• If you are currently storing the key locally, it is easy to move to a proper key management system. It usually just takes a few minutes.
  • There is no such thing as a good, secure method to store keys locally with your data. Just don’t do it.
  • Key management systems are now affordable and easy to deploy. We can prove it!

The California Consumer Privacy Act and subsequent laws change everything in terms of how we process and protect sensitive data. Encrypting that sensitive data, and protecting the encryption key, is not hard and is within reach of every business. 

Talk to us. We’ll show you how fast and easy it is to meet this part of the new CCPA and notification regulations.

Patrick

P.S. I don’t mean to pick on Microsoft SQL Server here. The same issue applies to almost every commercial and open source relational and NoSQL database! 

Podcast: CCPA - What You Need to Know

Topics: Encryption Key Management, CCPA

Ransomware and Encryption - I Was Wrong

Posted by Patrick Townsend on Jan 2, 2020 8:48:08 AM

I might as well start the New Year with an admission and an apology. Let’s clear the slate.

eBook: Definitive Guide to Encryption Key ManagementIn the past I’ve minimized the use of encryption as a specific way to deter Ransomware attacks. My thinking was that encryption would not really help you if your systems are compromised by Ransomeware. After all, my thinking was, the data is still on your servers it just isn’t accessible because it is now encrypted with a key that you don’t have. Of course, you can pay the ransom to unlock your data. There are lots of good reasons to encrypt sensitive data, but I was not seeing encryption as a specific way to specifically minimize the risks associated with Ransomware.

I believed that your best defense against ransomware was to have good backups and be prepared to restore systems quickly from those backups. A lot of our customers had become lax in their backup strategy, and this left them exposed to Ransomware attacks. They just weren’t able to quickly restore from backups, or those backups did not exist, or they were not current enough.

I failed to understand the evolving nature of Ransomware threats. It simply did not occur to me that a cybercriminal would BOTH lock your data AND steal the data and threaten to release it if the ransom payment was not made. That is exactly what is happening now.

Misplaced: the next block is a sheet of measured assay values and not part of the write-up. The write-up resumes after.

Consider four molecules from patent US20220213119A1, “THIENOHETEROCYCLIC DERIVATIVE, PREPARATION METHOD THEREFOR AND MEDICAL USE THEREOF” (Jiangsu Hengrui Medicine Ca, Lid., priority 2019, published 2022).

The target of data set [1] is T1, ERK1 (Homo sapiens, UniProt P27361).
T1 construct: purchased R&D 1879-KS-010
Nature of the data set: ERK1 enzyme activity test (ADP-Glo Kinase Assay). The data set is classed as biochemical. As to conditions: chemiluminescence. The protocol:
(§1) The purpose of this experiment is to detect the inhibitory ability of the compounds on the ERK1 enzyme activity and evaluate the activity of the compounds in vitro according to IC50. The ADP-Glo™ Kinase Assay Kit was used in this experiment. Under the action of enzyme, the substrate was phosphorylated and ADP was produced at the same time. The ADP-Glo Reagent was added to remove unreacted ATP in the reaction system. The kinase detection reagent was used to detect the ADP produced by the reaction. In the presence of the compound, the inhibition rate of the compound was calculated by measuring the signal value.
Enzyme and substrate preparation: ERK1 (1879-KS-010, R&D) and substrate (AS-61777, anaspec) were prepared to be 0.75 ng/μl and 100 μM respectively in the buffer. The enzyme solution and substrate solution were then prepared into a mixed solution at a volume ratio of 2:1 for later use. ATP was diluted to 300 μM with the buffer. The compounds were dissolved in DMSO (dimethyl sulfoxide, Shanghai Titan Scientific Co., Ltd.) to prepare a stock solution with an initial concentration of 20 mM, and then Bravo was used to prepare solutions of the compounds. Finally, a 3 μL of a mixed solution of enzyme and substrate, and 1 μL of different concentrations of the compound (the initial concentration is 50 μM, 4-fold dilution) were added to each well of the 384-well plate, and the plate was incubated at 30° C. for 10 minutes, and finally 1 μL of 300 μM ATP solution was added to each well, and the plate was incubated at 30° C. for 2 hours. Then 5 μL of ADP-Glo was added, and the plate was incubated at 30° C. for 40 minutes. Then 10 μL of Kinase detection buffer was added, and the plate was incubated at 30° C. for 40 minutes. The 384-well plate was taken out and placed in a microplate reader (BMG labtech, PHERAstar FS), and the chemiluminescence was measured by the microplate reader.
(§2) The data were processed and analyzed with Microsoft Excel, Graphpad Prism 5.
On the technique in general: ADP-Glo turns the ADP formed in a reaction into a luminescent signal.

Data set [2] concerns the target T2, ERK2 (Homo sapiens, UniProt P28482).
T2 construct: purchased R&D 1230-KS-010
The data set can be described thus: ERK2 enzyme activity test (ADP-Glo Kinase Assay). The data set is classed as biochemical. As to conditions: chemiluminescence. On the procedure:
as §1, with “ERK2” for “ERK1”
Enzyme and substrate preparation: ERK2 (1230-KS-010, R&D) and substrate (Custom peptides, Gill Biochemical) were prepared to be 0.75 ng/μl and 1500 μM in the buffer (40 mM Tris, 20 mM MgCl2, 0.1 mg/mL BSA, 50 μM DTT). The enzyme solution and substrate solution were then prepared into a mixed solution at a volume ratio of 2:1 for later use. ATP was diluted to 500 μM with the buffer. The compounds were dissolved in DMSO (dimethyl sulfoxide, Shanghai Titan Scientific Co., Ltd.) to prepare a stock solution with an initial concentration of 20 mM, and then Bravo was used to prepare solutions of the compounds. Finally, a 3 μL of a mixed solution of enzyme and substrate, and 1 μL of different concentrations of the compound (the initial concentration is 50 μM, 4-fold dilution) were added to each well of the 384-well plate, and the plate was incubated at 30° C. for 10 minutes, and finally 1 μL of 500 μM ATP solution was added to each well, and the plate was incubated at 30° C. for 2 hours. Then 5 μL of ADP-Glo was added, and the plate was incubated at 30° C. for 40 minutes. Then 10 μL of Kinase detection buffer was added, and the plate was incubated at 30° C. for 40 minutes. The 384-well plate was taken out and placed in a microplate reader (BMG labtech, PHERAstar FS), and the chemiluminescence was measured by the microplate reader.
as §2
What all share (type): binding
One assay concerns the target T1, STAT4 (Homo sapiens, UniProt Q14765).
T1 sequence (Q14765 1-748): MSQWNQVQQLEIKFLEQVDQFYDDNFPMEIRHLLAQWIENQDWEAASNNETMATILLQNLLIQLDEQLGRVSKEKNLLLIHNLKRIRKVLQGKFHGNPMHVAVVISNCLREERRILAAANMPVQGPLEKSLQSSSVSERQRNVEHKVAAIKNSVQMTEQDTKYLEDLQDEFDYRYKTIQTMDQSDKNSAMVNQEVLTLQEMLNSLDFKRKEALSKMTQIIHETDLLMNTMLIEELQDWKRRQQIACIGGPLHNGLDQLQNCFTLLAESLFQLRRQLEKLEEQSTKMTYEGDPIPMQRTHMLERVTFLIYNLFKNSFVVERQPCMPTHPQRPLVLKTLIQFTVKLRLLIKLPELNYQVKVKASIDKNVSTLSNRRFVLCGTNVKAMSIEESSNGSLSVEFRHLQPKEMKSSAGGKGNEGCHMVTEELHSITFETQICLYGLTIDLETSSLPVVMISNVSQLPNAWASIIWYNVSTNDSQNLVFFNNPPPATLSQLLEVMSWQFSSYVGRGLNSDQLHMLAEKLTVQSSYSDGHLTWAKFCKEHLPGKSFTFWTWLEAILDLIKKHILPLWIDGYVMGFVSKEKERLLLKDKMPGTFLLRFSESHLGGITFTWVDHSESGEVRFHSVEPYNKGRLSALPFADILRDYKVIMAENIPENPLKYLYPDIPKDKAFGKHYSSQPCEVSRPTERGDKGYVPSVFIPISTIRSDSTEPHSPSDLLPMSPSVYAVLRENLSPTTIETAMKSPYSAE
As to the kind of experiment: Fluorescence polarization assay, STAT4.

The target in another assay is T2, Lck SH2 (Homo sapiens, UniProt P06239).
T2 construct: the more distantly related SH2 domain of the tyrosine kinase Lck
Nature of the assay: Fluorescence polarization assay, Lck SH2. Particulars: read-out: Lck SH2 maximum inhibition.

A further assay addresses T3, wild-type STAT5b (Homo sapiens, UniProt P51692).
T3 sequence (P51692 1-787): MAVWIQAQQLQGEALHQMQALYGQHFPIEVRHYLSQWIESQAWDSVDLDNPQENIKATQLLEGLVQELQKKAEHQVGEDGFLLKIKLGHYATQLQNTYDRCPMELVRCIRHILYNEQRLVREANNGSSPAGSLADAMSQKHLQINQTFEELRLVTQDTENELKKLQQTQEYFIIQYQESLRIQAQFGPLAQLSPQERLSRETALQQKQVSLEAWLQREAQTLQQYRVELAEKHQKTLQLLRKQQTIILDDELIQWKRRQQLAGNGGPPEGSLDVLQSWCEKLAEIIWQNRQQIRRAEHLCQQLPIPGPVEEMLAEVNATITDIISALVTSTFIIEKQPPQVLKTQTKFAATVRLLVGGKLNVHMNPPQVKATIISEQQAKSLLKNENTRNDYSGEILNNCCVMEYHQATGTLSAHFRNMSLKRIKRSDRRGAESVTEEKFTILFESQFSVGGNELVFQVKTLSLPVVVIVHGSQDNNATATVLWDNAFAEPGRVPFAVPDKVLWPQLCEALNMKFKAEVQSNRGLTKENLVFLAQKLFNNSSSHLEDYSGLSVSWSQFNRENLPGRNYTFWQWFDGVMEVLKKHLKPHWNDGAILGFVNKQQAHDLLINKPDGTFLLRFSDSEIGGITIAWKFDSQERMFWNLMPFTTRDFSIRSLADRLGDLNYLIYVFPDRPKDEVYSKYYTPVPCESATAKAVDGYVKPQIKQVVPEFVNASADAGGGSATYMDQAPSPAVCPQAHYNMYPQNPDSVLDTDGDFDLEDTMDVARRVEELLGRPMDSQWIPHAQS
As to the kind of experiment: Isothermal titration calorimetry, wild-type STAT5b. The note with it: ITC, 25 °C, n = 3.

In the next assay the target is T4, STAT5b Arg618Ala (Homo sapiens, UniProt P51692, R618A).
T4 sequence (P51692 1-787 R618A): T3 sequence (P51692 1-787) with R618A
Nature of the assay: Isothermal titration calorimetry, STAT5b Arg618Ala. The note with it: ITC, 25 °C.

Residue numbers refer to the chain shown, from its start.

It is now clear to me that encrypting your sensitive data is an important part of your defense against Ransomware attacks. If the attacker cannot access the data, they can’t threaten its release to put pressure on you. So it is time to revisit your security strategy around Ransomware:

  • Backups are still important. They are a first line defense against Ransomware.
  • Your backup strategy is not complete until you fully test the restore process. You will always find glitches during the test of the restore operation. You don’t want to be finding these glitches during a Ransomware recovery process.
  • Encrypt all sensitive data to deny its use by attackers.
  • Use proper encryption key management as a part of your encryption strategy. Locally stored encryption keys (SQL Server, MongoDB, MySQL, and so forth) are easy to recover. If you are not protecting the encryption keys you don’t have an encryption strategy.

There is much more that you need to do to protect against Ransomware, but these items are crucial to your strategy. 

Encryption has many other benefits including helping you meet compliance regulations (California CPA, etc.), helping you minimize reputational damage, helping you protect digital assets and business secrets, and much more. It is time to review your encryption strategy and plug any holes.

If you are a small organization you don’t have to feel left out in the cold. Here at Townsend Security we help small organizations get encryption and key management right. You are NOT priced out of the market. If you are a small organization ask us about our SMB plan.

Patrick

eBook: Definitive Guide to Encryption Key Management

 

Topics: Encryption, Ransomware